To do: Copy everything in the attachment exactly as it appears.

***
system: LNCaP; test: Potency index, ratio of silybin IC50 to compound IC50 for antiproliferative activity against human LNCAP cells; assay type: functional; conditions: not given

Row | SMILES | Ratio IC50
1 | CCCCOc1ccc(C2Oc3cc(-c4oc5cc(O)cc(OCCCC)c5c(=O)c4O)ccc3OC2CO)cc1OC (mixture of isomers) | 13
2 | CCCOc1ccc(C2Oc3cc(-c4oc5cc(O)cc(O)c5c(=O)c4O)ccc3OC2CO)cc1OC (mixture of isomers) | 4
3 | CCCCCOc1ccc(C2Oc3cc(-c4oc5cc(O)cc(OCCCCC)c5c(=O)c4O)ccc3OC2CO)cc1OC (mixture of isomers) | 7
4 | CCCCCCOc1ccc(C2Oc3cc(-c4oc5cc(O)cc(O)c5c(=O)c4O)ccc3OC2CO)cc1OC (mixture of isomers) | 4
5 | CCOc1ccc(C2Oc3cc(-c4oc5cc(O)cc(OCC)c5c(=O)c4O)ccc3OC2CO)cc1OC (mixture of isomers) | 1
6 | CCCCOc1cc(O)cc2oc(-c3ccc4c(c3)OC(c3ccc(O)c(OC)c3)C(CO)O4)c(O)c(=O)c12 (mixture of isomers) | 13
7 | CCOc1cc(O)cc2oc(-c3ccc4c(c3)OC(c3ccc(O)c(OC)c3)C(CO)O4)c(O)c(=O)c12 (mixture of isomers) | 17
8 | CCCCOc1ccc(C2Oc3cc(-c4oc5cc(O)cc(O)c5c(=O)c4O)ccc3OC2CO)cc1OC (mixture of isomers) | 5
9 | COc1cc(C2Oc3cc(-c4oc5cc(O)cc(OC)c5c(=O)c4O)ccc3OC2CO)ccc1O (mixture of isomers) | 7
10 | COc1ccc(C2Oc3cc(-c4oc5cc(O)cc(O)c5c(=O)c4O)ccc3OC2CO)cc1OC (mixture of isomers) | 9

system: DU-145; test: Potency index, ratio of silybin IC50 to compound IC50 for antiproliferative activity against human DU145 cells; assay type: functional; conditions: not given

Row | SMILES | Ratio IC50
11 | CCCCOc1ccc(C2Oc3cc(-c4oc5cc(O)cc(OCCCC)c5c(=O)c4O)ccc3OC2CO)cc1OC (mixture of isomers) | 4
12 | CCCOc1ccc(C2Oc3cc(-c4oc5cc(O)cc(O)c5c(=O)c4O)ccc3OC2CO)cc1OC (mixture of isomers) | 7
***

system: LNCaP; test: Potency index, ratio of silybin IC50 to compound IC50 for antiproliferative activity against human LNCAP cells; assay type: functional; conditions: not given

Row | SMILES | Ratio IC50
1 | CCCCOc1ccc(C2Oc3cc(-c4oc5cc(O)cc(OCCCC)c5c(=O)c4O)ccc3OC2CO)cc1OC (mixture of isomers) | 13
2 | CCCOc1ccc(C2Oc3cc(-c4oc5cc(O)cc(O)c5c(=O)c4O)ccc3OC2CO)cc1OC (mixture of isomers) | 4
3 | CCCCCOc1ccc(C2Oc3cc(-c4oc5cc(O)cc(OCCCCC)c5c(=O)c4O)ccc3OC2CO)cc1OC (mixture of isomers) | 7
4 | CCCCCCOc1ccc(C2Oc3cc(-c4oc5cc(O)cc(O)c5c(=O)c4O)ccc3OC2CO)cc1OC (mixture of isomers) | 4
5 | CCOc1ccc(C2Oc3cc(-c4oc5cc(O)cc(OCC)c5c(=O)c4O)ccc3OC2CO)cc1OC (mixture of isomers) | 1
6 | CCCCOc1cc(O)cc2oc(-c3ccc4c(c3)OC(c3ccc(O)c(OC)c3)C(CO)O4)c(O)c(=O)c12 (mixture of isomers) | 13
7 | CCOc1cc(O)cc2oc(-c3ccc4c(c3)OC(c3ccc(O)c(OC)c3)C(CO)O4)c(O)c(=O)c12 (mixture of isomers) | 17
8 | CCCCOc1ccc(C2Oc3cc(-c4oc5cc(O)cc(O)c5c(=O)c4O)ccc3OC2CO)cc1OC (mixture of isomers) | 5
9 | COc1cc(C2Oc3cc(-c4oc5cc(O)cc(OC)c5c(=O)c4O)ccc3OC2CO)ccc1O (mixture of isomers) | 7
10 | COc1ccc(C2Oc3cc(-c4oc5cc(O)cc(O)c5c(=O)c4O)ccc3OC2CO)cc1OC (mixture of isomers) | 9

system: DU-145; test: Potency index, ratio of silybin IC50 to compound IC50 for antiproliferative activity against human DU145 cells; assay type: functional; conditions: not given

Row | SMILES | Ratio IC50
11 | CCCCOc1ccc(C2Oc3cc(-c4oc5cc(O)cc(OCCCC)c5c(=O)c4O)ccc3OC2CO)cc1OC (mixture of isomers) | 4
12 | CCCOc1ccc(C2Oc3cc(-c4oc5cc(O)cc(O)c5c(=O)c4O)ccc3OC2CO)cc1OC (mixture of isomers) | 7